This was shot during a quick trip to a Target department store to buy toothpaste of all things. You can tell from the angle of the light that it was late in the day. Despite the saturated reds and dramatic shadows, I wasn't moved to take a picture until I noticed the mother and son in blue approaching from the parking lot. By luck I happened to have a Ricoh GRD IV in my pocket. Here is the result.
I have a confession to make: In spite of all my upbeat talk about making do with what you have, photographing your everyday life, and taking pictures instead of making excuses, I too sometimes fall prey to photographic doldrums. You know what I mean: feeling low in spirit and energy, wondering why you waste your time taking pictures that hardly anyone will ever see, lacking any interest in learning new techniques or exploring new subjects.
It happens to the best of us. It can be particularly prevalent this time of year, as the weather grows cold, the days are shorter, the sun rests low in the sky, and everyone's attention turns to holiday activities, shopping for gifts, and silently lamenting all the things we'd like to have but can't afford. It's a time when some of us dread having to spend time with family, while others desparately wish we had family to visit. In such times photography can fall low on our list of interests.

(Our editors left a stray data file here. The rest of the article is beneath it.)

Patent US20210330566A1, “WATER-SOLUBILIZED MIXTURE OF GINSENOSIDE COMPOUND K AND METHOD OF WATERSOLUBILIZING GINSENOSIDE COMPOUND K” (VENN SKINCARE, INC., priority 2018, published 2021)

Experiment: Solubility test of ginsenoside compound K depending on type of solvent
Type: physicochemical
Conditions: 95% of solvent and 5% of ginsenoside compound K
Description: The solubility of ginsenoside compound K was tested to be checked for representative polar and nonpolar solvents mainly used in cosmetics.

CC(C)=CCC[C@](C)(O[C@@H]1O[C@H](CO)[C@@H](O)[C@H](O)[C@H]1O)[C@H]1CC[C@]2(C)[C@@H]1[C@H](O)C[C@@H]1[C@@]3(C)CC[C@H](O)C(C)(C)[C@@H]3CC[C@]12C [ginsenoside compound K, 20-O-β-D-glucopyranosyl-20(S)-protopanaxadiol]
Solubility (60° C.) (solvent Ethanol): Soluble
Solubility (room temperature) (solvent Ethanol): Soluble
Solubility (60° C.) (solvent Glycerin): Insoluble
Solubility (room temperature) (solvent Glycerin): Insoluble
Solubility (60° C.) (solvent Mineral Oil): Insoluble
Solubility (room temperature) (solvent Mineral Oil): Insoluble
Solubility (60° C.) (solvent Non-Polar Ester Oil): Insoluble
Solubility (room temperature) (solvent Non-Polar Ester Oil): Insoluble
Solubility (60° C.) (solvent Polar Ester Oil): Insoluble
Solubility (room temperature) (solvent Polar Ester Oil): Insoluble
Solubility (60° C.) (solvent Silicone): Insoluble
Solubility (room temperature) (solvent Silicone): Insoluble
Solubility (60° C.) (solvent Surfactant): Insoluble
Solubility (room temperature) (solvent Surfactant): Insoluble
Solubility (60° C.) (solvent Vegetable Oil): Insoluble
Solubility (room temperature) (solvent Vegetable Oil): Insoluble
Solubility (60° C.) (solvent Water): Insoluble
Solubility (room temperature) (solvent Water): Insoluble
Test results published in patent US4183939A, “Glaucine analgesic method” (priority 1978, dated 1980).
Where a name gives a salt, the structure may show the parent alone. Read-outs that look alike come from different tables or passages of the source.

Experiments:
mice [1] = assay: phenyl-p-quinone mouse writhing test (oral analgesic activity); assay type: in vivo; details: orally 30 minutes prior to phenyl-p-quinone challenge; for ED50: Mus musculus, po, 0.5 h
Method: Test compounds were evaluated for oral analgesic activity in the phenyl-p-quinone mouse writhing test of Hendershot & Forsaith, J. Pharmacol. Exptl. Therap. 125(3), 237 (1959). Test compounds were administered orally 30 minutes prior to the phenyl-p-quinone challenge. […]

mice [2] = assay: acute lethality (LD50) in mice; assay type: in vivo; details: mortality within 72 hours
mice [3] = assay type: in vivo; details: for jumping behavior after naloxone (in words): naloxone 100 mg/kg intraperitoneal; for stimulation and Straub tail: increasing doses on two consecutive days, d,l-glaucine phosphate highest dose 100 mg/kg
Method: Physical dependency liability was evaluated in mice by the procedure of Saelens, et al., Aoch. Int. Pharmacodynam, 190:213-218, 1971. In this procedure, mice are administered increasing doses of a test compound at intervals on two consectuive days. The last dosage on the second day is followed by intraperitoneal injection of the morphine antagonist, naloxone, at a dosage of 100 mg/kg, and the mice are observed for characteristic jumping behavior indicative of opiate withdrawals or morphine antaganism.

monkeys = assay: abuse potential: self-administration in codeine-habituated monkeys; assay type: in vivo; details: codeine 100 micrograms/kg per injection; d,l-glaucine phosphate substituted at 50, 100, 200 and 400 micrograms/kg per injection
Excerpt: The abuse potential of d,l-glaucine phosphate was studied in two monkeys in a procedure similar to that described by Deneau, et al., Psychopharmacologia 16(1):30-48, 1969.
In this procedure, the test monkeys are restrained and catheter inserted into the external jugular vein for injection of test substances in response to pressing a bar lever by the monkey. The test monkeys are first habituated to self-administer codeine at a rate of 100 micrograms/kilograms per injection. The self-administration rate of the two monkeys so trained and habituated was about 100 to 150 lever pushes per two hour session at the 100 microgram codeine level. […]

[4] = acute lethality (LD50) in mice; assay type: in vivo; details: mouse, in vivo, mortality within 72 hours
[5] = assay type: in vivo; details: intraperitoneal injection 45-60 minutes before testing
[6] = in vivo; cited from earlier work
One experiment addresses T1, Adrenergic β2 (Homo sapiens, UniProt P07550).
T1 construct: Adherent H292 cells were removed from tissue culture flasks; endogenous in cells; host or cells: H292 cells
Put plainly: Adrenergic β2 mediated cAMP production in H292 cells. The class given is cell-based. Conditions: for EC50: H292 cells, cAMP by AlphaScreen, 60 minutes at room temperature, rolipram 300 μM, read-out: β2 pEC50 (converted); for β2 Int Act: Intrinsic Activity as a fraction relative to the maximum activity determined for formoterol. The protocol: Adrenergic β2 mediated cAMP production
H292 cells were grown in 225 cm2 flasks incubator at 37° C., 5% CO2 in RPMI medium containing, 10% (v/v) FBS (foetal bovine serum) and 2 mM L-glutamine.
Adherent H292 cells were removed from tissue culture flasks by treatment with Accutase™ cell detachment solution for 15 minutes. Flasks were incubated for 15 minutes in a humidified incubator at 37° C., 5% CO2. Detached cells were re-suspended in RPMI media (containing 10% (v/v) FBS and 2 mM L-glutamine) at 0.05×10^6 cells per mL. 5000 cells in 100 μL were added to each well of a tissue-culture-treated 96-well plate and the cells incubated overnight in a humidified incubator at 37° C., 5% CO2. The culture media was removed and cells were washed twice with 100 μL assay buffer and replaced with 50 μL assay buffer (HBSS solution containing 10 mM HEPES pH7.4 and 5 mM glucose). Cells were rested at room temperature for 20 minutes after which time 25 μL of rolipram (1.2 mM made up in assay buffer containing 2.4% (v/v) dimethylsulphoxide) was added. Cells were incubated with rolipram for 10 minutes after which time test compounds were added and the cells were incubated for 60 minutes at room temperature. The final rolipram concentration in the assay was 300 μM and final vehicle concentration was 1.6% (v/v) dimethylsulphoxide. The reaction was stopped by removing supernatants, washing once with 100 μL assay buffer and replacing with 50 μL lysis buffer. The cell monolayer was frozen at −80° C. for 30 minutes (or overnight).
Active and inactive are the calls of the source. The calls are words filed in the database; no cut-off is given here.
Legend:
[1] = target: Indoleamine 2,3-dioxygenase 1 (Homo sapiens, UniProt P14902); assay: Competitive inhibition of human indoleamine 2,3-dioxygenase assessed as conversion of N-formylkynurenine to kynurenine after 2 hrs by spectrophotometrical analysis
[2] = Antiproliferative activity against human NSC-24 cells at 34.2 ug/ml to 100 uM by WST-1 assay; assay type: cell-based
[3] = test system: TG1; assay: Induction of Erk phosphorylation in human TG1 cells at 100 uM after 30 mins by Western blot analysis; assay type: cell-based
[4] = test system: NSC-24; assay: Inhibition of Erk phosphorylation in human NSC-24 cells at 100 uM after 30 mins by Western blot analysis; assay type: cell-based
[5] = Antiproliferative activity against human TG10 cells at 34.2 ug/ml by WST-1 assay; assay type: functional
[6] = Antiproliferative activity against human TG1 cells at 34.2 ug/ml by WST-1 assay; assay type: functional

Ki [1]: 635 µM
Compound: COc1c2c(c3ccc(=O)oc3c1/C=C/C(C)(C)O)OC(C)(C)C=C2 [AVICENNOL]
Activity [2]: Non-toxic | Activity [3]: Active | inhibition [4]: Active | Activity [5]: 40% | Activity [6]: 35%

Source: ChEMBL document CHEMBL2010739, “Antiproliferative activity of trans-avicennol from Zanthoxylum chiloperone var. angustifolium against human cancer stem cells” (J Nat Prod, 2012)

And that's okay. Just as there are annual seasons and various phases of our lives, there are periods we need to rest, reflect, and edit. There are also times when we can't wait to photograph the world with all the gusto we've got. During and in-between, I still keep a habit of having a camera on hand, with no real intention or expectation of using it. You see, I've learned that there will be moments when the mood lifts, the clouds part, every element is in exactly the right alignment, and you are there to capture it. That's when you remember why you spend so much time taking pictures: It reminds you what a wonder it is to be fully alive and in the moment.